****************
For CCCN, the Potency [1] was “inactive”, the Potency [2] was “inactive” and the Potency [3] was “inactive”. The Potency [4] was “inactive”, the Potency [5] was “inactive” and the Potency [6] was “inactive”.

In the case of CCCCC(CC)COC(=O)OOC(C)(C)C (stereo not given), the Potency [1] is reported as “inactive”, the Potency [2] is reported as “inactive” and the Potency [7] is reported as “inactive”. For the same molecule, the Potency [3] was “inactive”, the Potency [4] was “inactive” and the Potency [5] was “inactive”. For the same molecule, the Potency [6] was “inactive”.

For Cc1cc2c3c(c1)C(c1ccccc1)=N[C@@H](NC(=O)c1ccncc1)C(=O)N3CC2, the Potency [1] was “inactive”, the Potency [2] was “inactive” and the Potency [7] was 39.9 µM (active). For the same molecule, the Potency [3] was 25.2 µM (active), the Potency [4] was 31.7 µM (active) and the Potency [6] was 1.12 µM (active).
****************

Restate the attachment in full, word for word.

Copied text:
For CCCN, the Potency [1] was “inactive”, the Potency [2] was “inactive” and the Potency [3] was “inactive”. The Potency [4] was “inactive”, the Potency [5] was “inactive” and the Potency [6] was “inactive”.

In the case of CCCCC(CC)COC(=O)OOC(C)(C)C (stereo not given), the Potency [1] is reported as “inactive”, the Potency [2] is reported as “inactive” and the Potency [7] is reported as “inactive”. For the same molecule, the Potency [3] was “inactive”, the Potency [4] was “inactive” and the Potency [5] was “inactive”. For the same molecule, the Potency [6] was “inactive”.

For Cc1cc2c3c(c1)C(c1ccccc1)=N[C@@H](NC(=O)c1ccncc1)C(=O)N3CC2, the Potency [1] was “inactive”, the Potency [2] was “inactive” and the Potency [7] was 39.9 µM (active). For the same molecule, the Potency [3] was 25.2 µM (active), the Potency [4] was 31.7 µM (active) and the Potency [6] was 1.12 µM (active).